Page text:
Violations of the Lead and Copper Rule dating back from 2016 were what led officials from the U.S. Environmental Protection Agency (EPA) to scrutinize the city of Jackson’s water system.
The city and the EPA reached an agreement in June that will allow the city to get its drinking water system back into compliance with regulations. The cost will add up to $170 million, with $70 million needed to correct discrepancies at the two treatment plants and $100 million to repair issues with the city's water distribution system.
The records were obtained by the Northside Sun and show that the state and federal officials have been trying to ensure the city's compliance with state and federal standards regarding drinking water.
Key events detailed in the written and email correspondence between city, EPA and MSDH officials are presented here in chronological order.
According to a report issued to the Mississippi Department of Health (MSDH) by the EPA, the city of Jackson told the EPA in letter from April 14, 2006 that it intended to use maximum measures such as ultraviolent light to eliminate a hard-to-kill protozoan parasite, Cryptosporidium and avoid monitoring by the EPA.
The EPA said on February 18, 2020 the Jackson system hadn’t been providing UV-specific reporting to the MSDH as required. The report also said the city wasn’t monitoring UV effectiveness via flow rate, lamp status and light efficiency via the two plants’ control systems.
The EPA sent the MSDH an email on November 15, 2019 informing the agency that the city was in violation of the lead and copper rule with four separate treatment technique violations and that unless the agency contacted the EPA, they’d sent their report to city officials.
The city told the MSDH in a letter dated November 21, 2019 that the O.B. Curtis upgrades for compliance with the lead and copper rule would be completed by that month, but upgrades to J.H Fewell weren’t needed because existing corrosion control requirements could meet the standard. The city said it would have engineers conduct a study that would take a minimum of six months and the resultant report requiring an additional three months.
The MSDH replied with a letter on December 18, 2019 that said the additional delays would be deviating from the established compliance plan and the requirements of the lead and copper rule. This delay would require the MSDH to issue an additional violation notice to the city, necessitating an administrative hearing and a possible consent decree. The state agency also recognized the progress made by the city in trying to comply with the standard.
On January 15, 2020, the EPA informed the MSDH via letter that it intended to inspect Jackson’s two water treatment plants for adherence to the lead and copper rule and other possible violations of the Safe Drinking Water Act.
On February 12, public works chemist LaTanya Thomas-Bennett told other city of Jackson officials and the Mississippi Department of Health in an email that the lack of notification to the MSDH of the O.B. Curtis treatment plant exceedance of the turbidity standard was an oversight and that they’d take steps to make sure it didn’t happen again.
She also said Curtis had problems with keeping an adequate supply of water from the Ross Barnett Reservoir to the O.B. Curtis plant. Divers found 40 inches of debris in one of the 60-inch pipes and this caused a restriction in flow. The low levels in the clear well stirred up lime sediment which caused a violation of the turbidity standard.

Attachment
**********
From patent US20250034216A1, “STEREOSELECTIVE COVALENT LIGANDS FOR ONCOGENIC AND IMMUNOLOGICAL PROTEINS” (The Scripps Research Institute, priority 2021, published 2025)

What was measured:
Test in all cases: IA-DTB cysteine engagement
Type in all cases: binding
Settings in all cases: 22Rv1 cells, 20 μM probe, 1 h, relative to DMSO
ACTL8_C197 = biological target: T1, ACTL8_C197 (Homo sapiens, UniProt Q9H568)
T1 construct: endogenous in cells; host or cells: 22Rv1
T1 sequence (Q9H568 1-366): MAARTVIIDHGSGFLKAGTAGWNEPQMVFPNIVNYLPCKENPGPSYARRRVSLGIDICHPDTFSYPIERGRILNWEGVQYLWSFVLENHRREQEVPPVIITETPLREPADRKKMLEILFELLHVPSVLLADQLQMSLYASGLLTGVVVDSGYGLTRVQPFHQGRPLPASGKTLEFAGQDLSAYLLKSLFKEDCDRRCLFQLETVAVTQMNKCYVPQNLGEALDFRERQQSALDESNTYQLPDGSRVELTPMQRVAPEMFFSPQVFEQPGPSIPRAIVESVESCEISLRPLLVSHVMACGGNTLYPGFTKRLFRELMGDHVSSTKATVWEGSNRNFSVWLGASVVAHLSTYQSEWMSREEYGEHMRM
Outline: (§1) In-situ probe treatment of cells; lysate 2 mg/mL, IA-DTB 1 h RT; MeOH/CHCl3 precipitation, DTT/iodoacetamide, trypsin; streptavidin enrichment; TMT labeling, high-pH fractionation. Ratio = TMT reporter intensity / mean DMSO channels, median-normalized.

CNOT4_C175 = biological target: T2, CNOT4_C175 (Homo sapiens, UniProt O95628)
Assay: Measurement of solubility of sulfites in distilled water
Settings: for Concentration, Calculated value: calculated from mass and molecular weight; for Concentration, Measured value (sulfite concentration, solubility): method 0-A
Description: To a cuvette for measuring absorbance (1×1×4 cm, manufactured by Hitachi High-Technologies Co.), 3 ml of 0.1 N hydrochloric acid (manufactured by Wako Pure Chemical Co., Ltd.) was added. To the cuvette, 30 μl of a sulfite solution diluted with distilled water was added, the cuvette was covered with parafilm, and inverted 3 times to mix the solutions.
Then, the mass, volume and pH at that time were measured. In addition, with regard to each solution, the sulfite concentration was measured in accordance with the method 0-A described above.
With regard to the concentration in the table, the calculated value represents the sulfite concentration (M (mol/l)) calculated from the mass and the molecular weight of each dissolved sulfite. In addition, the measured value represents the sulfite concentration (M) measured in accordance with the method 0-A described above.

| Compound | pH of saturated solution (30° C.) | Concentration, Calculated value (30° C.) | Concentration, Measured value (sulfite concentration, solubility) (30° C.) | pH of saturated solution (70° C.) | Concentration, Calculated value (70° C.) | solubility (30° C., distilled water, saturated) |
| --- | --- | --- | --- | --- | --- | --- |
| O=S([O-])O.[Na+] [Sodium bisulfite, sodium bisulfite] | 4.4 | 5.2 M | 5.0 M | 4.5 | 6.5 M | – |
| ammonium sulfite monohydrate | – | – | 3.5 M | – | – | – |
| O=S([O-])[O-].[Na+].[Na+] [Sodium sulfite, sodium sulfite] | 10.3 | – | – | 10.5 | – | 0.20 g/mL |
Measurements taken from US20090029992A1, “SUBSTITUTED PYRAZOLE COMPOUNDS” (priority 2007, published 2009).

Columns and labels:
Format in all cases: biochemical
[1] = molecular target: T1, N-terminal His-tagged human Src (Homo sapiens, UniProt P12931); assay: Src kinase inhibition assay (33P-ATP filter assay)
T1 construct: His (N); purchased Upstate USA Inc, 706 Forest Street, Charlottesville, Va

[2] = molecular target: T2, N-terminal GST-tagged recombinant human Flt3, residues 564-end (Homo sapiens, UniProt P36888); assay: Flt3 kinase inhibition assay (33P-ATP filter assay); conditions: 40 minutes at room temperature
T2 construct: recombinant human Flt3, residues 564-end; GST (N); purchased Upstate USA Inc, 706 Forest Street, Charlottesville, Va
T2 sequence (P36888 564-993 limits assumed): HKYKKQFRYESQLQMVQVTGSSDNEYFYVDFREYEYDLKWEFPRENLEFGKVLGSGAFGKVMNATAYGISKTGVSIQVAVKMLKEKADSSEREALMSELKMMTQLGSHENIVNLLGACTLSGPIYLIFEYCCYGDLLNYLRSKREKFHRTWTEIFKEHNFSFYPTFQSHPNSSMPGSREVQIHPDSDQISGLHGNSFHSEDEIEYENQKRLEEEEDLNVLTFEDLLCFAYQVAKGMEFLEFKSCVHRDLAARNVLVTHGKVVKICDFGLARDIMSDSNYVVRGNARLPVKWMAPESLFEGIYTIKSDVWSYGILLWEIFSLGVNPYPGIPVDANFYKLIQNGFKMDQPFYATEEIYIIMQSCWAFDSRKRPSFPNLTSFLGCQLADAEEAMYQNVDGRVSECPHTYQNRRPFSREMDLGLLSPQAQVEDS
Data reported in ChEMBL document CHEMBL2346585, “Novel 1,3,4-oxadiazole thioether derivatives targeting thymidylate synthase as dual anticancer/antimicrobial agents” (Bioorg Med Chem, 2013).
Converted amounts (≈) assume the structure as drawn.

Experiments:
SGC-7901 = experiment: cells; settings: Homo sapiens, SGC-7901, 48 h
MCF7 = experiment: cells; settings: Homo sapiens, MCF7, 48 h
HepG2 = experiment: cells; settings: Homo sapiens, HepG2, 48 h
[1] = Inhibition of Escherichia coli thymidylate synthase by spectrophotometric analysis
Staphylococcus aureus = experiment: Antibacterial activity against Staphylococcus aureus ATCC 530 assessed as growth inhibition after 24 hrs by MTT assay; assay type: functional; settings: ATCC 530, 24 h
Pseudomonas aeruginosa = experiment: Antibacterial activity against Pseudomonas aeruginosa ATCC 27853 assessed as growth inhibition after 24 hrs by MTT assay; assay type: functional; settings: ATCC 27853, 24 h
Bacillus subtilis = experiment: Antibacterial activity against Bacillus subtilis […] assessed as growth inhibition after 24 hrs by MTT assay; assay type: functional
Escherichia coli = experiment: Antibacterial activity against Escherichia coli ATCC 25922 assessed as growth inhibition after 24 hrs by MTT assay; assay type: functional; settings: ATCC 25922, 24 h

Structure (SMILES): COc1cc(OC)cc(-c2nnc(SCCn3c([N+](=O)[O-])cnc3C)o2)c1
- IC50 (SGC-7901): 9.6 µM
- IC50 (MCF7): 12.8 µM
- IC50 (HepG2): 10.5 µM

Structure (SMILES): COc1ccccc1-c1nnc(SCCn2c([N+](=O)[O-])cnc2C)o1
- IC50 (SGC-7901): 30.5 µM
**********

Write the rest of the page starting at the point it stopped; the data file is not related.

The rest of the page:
She also said that the debris had been removed by January 31 and the raw water screens on the intake pipes would take four weeks to replace.
In another email that same day, Thomas-Bennett told city and MSDH officials that in her haste to get a report on the turbidities from the two treatment plants, she entered the wrong information for J.H. Fewell and only 13 bacteriological samples were submitted on February 3 rather than the required 14.
William Moody, director of the MSDH Bureau of Public Water Supply, sent the EPA a letter on February 28 that said, “in light of the multiple ongoing violations issued to the city and continued simultaneous compliance challenges of the various rules of the Safe Drinking Water Act,” department officials wanted the enforcement division of the EPA to take the lead in the enforcement process with the city. While Moody said in the letter that the MSDH recognized the city had an extra burden with problems with its water billing software and didn’t have access to unlimited fee collections, the city had access to Drinking Water Revolving Loan funds. Moody said the EPA taking the lead with the city would help protect both the health of consumers and the environment.
On March 12, 2020, MSDH officials told the EPA in an email that they had conducted a conference call with city officials about the city’s water issues on March 11. The agency was informed that both city engineer Charles Williams and Public Works Director Robert Miller were both out of the office.
City official Mary Carter was asked by the MSDH if she was aware that a Class A-certified operator was required to be always onsite at the two treatment plants. The MSDH asked Carter why some of the logbooks from the two plants had some shifts with no operators identified in the logs. She said it was an oversight and would be addressed, which the MSDH said was a significant deficiency to be cited. She also said she’d step in for shifts when no other Class A operator was available.
Also, the city sent the MSDH proof in November 2019 that an operator at O.B. Curtis applied for a license, but the application lacked the required proof of education.